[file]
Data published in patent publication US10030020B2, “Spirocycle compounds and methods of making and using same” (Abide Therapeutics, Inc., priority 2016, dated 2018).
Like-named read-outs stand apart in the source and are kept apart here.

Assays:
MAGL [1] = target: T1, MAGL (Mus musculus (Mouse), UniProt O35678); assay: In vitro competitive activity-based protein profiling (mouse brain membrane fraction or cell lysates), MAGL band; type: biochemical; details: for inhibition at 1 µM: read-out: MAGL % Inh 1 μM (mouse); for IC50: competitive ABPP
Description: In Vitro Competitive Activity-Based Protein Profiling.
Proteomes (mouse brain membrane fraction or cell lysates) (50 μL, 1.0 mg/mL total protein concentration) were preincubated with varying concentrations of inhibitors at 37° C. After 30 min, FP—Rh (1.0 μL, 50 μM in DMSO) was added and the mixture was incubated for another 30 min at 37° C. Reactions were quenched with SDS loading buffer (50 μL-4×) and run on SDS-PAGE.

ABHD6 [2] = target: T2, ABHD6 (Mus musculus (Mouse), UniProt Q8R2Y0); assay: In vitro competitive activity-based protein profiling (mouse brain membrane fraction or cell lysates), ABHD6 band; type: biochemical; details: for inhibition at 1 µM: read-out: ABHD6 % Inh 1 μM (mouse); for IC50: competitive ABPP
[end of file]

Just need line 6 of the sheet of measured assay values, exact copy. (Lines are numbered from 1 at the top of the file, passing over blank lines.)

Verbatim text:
Proteomes (mouse brain membrane fraction or cell lysates) (50 μL, 1.0 mg/mL total protein concentration) were preincubated with varying concentrations of inhibitors at 37° C. After 30 min, FP—Rh (1.0 μL, 50 μM in DMSO) was added and the mixture was incubated for another 30 min at 37° C. Reactions were quenched with SDS loading buffer (50 μL-4×) and run on SDS-PAGE.